Another Copyright Crisis: music, athleisure and influencers
The athletic apparel brand which has now taken over the closet of any gym fanatic has had to face an accusation of copyright infringement by the music powerhouse Sony Music Entertainment. Earlier on this year, the English company Gymshark has been taken to court in California by Sony Music which claimed that their songs had been in several videos posted by the Gymshark accounts on their social media platforms, but since these songs were never licenced a copyright infringement took place.
Sony Music accused Gymshark of ‘misusing’ songs from their most popular artists, such as Harry Styles, Britney Spears, Beyonce, and many more. Sony Music points out how Gymshark has ‘not paid for the privilege to use the sound recordings’ . The list of songs which have been used unlawfully by Gymshark was presented by Sony in an exhibit and contains 297 recordings. If the music company obtains what it is requesting from the court, then each infringed recording would amount to $150,000 in damages, which multiplied by the total number of recordings in the exhibit would exceed $44M .
The peculiarity of this case is that many other sports apparel brands make use of music in their ads and commercials, but brands like Nike have received licences from Sony Music for their use, unlike Gymshark. The malevolent intentions of the brands lie, according to Sony Music, in the fact that Gymshark’s head of public relations had got in contact with the music company in 2020 regarding the licensing of one of their songs, and after Sony agreed in exchange for compensation, he never followed through. This is then seen as showing that the fitness company was indeed aware that a licence was necessary for use  .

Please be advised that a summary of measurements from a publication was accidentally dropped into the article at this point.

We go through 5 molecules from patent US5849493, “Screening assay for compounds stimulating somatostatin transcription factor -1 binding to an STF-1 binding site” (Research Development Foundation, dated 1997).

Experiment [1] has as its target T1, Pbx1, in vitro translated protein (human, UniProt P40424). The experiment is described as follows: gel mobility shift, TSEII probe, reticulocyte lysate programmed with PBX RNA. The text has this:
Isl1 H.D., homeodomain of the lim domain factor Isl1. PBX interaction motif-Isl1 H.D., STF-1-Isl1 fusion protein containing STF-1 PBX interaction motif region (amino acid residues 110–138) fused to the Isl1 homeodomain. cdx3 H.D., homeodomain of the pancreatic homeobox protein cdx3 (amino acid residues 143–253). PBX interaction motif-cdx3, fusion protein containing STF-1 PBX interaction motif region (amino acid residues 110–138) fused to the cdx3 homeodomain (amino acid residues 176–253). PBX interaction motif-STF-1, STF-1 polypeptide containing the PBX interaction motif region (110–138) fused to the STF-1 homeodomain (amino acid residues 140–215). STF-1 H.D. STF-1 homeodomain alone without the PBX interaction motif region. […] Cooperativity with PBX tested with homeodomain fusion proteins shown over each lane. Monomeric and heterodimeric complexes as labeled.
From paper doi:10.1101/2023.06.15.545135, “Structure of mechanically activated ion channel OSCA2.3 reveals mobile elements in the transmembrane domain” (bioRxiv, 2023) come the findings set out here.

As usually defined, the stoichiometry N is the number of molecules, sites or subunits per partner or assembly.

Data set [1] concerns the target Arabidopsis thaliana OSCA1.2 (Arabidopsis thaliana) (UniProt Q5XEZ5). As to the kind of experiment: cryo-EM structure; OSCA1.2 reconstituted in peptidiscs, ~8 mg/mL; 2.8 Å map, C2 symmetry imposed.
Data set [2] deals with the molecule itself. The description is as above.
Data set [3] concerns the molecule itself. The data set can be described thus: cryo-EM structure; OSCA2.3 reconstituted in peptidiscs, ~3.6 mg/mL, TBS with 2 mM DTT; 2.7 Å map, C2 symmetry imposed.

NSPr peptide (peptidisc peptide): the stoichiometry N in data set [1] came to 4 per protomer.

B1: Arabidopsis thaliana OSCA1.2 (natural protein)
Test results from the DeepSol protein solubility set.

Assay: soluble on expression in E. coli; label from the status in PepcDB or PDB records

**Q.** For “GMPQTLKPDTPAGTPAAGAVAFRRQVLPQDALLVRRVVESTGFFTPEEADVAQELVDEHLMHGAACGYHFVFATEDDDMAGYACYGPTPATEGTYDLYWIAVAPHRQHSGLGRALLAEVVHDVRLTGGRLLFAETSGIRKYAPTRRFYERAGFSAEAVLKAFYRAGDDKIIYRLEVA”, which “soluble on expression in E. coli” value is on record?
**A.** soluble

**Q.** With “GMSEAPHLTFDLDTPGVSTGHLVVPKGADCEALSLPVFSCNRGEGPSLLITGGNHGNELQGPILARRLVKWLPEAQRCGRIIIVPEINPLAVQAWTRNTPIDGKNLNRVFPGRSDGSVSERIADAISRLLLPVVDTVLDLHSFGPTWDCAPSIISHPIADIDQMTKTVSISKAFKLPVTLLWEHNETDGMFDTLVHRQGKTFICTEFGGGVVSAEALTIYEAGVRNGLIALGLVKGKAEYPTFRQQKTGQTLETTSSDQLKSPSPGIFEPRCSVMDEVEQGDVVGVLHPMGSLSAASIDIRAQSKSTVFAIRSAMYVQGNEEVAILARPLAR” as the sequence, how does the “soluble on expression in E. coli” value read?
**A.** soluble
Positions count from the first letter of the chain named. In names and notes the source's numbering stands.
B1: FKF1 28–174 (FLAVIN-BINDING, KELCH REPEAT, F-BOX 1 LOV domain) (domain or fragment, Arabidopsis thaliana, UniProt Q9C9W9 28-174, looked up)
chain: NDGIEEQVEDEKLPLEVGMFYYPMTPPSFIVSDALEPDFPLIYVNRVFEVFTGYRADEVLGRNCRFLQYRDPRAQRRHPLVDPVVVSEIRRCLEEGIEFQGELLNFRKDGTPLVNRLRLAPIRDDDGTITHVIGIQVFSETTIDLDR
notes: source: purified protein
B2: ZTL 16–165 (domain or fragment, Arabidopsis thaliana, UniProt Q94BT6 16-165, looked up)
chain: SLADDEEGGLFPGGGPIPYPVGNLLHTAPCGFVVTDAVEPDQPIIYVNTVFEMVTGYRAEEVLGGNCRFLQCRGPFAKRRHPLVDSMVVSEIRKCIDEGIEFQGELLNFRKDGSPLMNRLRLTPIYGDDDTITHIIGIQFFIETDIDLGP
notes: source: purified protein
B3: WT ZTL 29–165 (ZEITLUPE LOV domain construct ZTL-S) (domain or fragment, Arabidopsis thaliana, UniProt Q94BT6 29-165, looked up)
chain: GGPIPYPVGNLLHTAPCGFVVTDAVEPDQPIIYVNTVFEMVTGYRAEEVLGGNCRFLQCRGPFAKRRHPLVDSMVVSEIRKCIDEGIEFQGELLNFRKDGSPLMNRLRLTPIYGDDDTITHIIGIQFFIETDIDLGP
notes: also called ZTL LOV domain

Gymshark is one of the fastest-rising fitness brands also thanks to its very significant presence on social media. Most of the advertising does not take place through the traditional route but rather in the form of content on Instagram, Tik Tok and Facebook. Their success heavily relies on the use of fitness influencers who post videos and photos online featuring Gymshark apparel. The brand’s presence on social media when the case was first brought to court was of around 7 Million followers which turned into 60 Million when counting the followers of the so-called Gymshark Athletes, who are the influencers hired to promote the brand.
Thus, the lawsuit would highly affect the way marketing of Gymshark products takes place, as currently its basis lies in the hundreds of Tik Tok and Instagram videos circulating on the platforms with songs as the background.
These platforms each have terms of service to ensure cases such as this do not take place. In fact as evidence in their case, Sony Music has pointed to the terms of service of these platforms and in how Instagram’s Terms of Service state: “Use of music for commercial or non-personal purposes in particular is prohibited unless you have obtained appropriate licences”, similarly to the Tik Tok’s Terms of Service which go as follow: “NO RIGHTS ARE LICENSED WITH RESPECT TO SOUND RECORDINGS AND THE MUSICAL WORKS EMBODIED THEREIN THAT ARE MADE AVAILABLE FROM OR THROUGH THE SERVICE”.
Sony also specifies that third-party influencers who have made use of the sounds have infringed the copyrights and Gymshark is thus liable for such infringements .
The case involves counts of federal copyright infringement, contributory infringement, and vicarious infringement and the plaintiffs have requested injunctive relief, actual damages, and the costs of their attorneys. Copyright infringement finds its legal basis in Title 17 U.S. Code §501 . Contributory and vicarious infringements are both forms of secondary liability for direct infringement  .
Gymshark has till January 25 to respond to the lawsuit so the answer to this case of copyright infringement involving social media influencers lies in the future.
[The case can be found under the name “Sony Music Entm’t v. Gymshark Ltd, U.S. District Court for the Central District of California, No. 2:21-cv-05731.]
 United States Code, 2006 Edition, Supplement 4, Title 17, <https://www.govinfo.gov/app/details/USCODE-2010-title17/USCODE-2010-title17-chap5-sec501>